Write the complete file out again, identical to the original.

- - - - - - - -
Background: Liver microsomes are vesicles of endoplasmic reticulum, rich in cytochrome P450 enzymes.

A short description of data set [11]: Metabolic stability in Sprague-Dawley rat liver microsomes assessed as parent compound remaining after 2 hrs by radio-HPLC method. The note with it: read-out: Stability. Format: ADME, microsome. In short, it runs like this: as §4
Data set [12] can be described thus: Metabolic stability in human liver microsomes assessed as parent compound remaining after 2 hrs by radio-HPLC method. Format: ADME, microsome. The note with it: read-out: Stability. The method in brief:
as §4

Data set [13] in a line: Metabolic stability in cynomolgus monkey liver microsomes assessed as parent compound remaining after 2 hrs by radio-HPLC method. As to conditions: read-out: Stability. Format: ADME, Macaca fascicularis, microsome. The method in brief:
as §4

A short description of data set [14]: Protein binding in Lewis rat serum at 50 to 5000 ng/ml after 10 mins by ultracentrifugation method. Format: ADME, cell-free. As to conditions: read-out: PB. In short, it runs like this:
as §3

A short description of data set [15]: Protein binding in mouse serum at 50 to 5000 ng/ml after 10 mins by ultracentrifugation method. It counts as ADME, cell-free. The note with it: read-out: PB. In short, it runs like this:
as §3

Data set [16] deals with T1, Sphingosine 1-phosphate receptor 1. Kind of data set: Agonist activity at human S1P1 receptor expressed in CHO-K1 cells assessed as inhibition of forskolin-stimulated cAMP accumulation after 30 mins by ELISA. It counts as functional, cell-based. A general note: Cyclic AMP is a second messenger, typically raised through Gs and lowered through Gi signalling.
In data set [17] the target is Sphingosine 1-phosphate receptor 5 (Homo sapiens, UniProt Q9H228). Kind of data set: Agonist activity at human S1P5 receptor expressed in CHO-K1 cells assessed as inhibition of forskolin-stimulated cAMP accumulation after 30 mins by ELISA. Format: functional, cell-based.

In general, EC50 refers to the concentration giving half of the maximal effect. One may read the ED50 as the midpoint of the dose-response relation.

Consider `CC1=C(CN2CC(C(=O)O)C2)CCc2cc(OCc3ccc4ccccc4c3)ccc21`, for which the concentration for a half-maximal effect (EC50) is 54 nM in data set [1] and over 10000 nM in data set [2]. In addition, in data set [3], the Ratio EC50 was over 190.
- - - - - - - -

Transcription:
Background: Liver microsomes are vesicles of endoplasmic reticulum, rich in cytochrome P450 enzymes.

A short description of data set [11]: Metabolic stability in Sprague-Dawley rat liver microsomes assessed as parent compound remaining after 2 hrs by radio-HPLC method. The note with it: read-out: Stability. Format: ADME, microsome. In short, it runs like this: as §4
Data set [12] can be described thus: Metabolic stability in human liver microsomes assessed as parent compound remaining after 2 hrs by radio-HPLC method. Format: ADME, microsome. The note with it: read-out: Stability. The method in brief:
as §4

Data set [13] in a line: Metabolic stability in cynomolgus monkey liver microsomes assessed as parent compound remaining after 2 hrs by radio-HPLC method. As to conditions: read-out: Stability. Format: ADME, Macaca fascicularis, microsome. The method in brief:
as §4

A short description of data set [14]: Protein binding in Lewis rat serum at 50 to 5000 ng/ml after 10 mins by ultracentrifugation method. Format: ADME, cell-free. As to conditions: read-out: PB. In short, it runs like this:
as §3

A short description of data set [15]: Protein binding in mouse serum at 50 to 5000 ng/ml after 10 mins by ultracentrifugation method. It counts as ADME, cell-free. The note with it: read-out: PB. In short, it runs like this:
as §3

Data set [16] deals with T1, Sphingosine 1-phosphate receptor 1. Kind of data set: Agonist activity at human S1P1 receptor expressed in CHO-K1 cells assessed as inhibition of forskolin-stimulated cAMP accumulation after 30 mins by ELISA. It counts as functional, cell-based. A general note: Cyclic AMP is a second messenger, typically raised through Gs and lowered through Gi signalling.
In data set [17] the target is Sphingosine 1-phosphate receptor 5 (Homo sapiens, UniProt Q9H228). Kind of data set: Agonist activity at human S1P5 receptor expressed in CHO-K1 cells assessed as inhibition of forskolin-stimulated cAMP accumulation after 30 mins by ELISA. Format: functional, cell-based.

In general, EC50 refers to the concentration giving half of the maximal effect. One may read the ED50 as the midpoint of the dose-response relation.

Consider `CC1=C(CN2CC(C(=O)O)C2)CCc2cc(OCc3ccc4ccccc4c3)ccc21`, for which the concentration for a half-maximal effect (EC50) is 54 nM in data set [1] and over 10000 nM in data set [2]. In addition, in data set [3], the Ratio EC50 was over 190.